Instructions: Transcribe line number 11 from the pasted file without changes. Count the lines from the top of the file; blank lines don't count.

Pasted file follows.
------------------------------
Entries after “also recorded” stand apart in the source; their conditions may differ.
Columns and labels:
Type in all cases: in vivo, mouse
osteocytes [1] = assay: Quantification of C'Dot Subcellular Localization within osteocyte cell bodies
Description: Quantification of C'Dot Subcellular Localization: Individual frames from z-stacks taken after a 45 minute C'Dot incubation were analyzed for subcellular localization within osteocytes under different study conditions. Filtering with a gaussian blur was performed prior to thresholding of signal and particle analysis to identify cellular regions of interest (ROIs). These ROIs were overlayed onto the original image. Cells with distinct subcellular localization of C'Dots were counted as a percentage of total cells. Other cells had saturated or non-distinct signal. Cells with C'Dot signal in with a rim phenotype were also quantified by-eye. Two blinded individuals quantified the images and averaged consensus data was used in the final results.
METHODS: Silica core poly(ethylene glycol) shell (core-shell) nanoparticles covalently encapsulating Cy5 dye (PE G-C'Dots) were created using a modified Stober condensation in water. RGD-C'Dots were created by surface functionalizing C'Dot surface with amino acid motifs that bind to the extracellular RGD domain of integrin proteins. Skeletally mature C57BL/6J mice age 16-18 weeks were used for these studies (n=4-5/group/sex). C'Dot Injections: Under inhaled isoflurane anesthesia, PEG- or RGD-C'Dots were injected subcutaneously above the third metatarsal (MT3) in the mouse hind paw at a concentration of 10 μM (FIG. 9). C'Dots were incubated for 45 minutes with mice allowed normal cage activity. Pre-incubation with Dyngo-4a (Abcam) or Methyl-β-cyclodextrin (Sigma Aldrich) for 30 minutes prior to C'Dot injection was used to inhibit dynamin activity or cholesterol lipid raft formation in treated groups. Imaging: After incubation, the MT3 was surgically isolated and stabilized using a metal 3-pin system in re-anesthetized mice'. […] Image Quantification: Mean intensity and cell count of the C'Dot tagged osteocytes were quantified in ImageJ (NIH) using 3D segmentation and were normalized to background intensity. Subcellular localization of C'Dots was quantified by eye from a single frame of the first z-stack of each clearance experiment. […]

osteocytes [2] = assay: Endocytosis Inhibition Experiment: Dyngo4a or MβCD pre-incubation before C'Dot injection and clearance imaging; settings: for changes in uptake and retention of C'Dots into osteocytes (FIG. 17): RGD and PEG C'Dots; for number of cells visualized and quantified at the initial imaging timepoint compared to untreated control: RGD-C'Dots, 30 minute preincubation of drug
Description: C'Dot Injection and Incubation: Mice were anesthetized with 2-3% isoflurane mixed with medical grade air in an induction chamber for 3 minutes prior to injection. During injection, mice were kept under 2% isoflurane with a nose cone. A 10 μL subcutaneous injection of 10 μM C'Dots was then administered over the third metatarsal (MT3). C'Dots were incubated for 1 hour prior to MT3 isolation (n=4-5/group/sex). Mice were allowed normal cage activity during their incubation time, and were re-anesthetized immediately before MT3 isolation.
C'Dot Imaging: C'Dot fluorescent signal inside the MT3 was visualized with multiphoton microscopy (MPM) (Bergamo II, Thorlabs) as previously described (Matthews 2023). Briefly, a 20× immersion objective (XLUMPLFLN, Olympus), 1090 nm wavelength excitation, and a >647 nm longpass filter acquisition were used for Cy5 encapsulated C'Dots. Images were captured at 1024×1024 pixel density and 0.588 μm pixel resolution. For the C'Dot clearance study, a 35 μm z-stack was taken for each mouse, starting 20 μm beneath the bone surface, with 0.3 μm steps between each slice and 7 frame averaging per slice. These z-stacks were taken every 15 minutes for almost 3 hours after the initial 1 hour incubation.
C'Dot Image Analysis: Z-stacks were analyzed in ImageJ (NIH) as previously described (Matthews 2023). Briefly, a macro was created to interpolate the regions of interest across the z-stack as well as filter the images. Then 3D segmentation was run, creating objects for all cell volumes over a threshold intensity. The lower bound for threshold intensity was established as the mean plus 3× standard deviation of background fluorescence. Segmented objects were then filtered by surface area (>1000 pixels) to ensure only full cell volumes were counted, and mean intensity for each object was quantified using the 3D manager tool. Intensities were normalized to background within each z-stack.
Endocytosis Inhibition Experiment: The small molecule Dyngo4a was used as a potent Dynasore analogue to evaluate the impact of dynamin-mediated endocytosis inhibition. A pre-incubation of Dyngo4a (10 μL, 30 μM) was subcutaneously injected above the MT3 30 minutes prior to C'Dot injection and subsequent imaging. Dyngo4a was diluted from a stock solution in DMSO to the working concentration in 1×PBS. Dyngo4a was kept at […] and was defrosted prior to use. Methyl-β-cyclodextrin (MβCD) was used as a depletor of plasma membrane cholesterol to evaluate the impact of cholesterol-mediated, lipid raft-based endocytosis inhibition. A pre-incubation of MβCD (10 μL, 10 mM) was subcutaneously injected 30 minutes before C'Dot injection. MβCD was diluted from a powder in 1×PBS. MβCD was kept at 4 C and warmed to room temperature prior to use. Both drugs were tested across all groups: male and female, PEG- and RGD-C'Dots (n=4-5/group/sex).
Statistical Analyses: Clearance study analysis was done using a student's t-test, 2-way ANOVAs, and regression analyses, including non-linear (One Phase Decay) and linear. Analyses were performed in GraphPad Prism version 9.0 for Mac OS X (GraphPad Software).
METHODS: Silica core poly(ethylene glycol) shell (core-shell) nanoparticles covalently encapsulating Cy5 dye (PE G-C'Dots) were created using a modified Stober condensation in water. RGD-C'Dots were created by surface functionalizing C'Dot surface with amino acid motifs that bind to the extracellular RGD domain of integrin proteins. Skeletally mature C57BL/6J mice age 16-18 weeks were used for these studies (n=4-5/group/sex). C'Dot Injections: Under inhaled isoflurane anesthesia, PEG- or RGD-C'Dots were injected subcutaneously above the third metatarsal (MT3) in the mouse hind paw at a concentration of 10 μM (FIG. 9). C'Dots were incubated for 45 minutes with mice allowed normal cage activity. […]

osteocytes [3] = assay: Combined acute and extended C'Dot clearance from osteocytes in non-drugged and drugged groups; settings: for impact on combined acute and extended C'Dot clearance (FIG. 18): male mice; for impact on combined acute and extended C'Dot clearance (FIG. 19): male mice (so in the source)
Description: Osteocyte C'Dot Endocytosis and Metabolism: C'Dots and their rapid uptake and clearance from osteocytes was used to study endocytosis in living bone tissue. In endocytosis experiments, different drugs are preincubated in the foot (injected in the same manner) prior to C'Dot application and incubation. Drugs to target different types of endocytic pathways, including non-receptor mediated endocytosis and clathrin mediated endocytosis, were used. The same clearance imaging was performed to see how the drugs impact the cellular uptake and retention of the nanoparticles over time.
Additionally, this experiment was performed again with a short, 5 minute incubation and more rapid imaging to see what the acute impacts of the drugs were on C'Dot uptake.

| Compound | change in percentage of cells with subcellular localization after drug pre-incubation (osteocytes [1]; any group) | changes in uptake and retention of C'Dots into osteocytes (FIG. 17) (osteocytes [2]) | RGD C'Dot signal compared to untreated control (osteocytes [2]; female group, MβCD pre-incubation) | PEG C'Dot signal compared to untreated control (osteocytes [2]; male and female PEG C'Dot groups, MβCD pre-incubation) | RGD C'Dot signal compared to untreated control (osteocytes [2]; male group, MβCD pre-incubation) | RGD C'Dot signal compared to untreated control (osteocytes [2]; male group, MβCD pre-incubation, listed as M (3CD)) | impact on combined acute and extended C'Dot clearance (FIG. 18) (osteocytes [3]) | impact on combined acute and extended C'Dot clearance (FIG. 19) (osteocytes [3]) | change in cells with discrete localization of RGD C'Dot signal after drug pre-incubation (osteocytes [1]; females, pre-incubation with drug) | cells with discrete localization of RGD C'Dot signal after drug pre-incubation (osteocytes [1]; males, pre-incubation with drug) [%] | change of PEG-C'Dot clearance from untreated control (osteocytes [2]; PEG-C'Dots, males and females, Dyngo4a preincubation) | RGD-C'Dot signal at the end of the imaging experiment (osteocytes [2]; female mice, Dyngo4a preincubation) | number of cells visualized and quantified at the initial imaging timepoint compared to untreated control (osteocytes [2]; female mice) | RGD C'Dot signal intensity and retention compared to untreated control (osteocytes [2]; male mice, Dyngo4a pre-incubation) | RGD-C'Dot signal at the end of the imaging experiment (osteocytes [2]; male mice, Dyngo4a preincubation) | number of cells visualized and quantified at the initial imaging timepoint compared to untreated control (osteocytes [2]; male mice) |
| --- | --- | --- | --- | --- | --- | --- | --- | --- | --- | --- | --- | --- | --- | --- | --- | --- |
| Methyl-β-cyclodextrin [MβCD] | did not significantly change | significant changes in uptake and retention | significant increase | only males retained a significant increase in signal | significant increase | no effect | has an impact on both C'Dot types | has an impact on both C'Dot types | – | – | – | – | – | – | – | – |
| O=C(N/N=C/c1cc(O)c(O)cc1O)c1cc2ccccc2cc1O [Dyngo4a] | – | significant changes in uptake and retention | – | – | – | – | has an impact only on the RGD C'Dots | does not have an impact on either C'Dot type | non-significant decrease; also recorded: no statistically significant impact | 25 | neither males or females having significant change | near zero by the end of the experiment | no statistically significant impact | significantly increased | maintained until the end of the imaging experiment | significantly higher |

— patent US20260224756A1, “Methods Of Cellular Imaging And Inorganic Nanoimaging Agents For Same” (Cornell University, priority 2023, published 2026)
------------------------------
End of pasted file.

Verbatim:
Endocytosis Inhibition Experiment: The small molecule Dyngo4a was used as a potent Dynasore analogue to evaluate the impact of dynamin-mediated endocytosis inhibition. A pre-incubation of Dyngo4a (10 μL, 30 μM) was subcutaneously injected above the MT3 30 minutes prior to C'Dot injection and subsequent imaging. Dyngo4a was diluted from a stock solution in DMSO to the working concentration in 1×PBS. Dyngo4a was kept at […] and was defrosted prior to use. Methyl-β-cyclodextrin (MβCD) was used as a depletor of plasma membrane cholesterol to evaluate the impact of cholesterol-mediated, lipid raft-based endocytosis inhibition. A pre-incubation of MβCD (10 μL, 10 mM) was subcutaneously injected 30 minutes before C'Dot injection. MβCD was diluted from a powder in 1×PBS. MβCD was kept at 4 C and warmed to room temperature prior to use. Both drugs were tested across all groups: male and female, PEG- and RGD-C'Dots (n=4-5/group/sex).